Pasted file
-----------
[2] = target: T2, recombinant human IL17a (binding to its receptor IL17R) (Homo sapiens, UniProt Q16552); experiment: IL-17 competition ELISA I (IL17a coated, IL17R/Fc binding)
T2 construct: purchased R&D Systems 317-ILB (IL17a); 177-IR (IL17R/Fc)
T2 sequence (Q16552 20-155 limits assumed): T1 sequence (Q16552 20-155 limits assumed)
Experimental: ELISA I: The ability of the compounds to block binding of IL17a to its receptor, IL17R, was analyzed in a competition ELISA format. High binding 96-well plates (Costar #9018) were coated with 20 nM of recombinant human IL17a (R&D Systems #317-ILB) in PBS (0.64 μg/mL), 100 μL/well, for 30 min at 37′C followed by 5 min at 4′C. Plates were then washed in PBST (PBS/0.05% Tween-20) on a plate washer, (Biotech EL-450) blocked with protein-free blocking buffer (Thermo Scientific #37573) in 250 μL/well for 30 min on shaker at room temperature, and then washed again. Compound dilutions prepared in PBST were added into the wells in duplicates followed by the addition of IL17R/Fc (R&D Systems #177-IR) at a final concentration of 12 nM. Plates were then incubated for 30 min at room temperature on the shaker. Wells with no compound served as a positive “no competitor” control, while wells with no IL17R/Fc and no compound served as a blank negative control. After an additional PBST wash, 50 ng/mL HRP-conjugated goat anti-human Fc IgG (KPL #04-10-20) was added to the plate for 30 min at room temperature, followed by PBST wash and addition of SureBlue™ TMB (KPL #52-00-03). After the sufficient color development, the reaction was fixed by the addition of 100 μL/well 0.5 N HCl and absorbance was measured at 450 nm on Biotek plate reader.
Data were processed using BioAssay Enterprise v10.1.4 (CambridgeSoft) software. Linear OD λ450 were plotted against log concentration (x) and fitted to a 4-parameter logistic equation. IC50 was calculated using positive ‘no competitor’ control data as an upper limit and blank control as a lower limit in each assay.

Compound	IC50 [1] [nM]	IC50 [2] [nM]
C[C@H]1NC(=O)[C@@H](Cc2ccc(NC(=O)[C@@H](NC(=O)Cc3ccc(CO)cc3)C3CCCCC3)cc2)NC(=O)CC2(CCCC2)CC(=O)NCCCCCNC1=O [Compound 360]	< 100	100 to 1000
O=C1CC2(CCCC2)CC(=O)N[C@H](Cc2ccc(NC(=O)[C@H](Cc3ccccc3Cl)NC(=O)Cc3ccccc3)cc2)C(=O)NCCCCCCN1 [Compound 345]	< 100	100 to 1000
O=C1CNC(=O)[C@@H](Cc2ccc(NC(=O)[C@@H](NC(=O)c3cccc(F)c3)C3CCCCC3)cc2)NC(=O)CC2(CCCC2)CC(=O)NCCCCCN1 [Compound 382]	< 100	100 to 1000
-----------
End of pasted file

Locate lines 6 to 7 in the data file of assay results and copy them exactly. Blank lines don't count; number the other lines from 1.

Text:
Compound	IC50 [1] [nM]	IC50 [2] [nM]
C[C@H]1NC(=O)[C@@H](Cc2ccc(NC(=O)[C@@H](NC(=O)Cc3ccc(CO)cc3)C3CCCCC3)cc2)NC(=O)CC2(CCCC2)CC(=O)NCCCCCNC1=O [Compound 360]	< 100	100 to 1000